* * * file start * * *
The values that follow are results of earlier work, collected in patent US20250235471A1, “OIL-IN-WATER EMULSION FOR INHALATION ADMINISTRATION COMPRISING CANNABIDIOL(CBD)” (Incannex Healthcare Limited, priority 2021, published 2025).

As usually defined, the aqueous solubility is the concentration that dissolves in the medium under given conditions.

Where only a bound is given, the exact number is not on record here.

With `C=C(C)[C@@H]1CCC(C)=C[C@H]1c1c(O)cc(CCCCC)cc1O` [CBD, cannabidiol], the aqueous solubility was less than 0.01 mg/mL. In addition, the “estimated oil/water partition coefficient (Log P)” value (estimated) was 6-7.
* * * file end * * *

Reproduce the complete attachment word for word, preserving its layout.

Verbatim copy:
The values that follow are results of earlier work, collected in patent US20250235471A1, “OIL-IN-WATER EMULSION FOR INHALATION ADMINISTRATION COMPRISING CANNABIDIOL(CBD)” (Incannex Healthcare Limited, priority 2021, published 2025).

As usually defined, the aqueous solubility is the concentration that dissolves in the medium under given conditions.

Where only a bound is given, the exact number is not on record here.

With `C=C(C)[C@@H]1CCC(C)=C[C@H]1c1c(O)cc(CCCCC)cc1O` [CBD, cannabidiol], the aqueous solubility was less than 0.01 mg/mL. In addition, the “estimated oil/water partition coefficient (Log P)” value (estimated) was 6-7.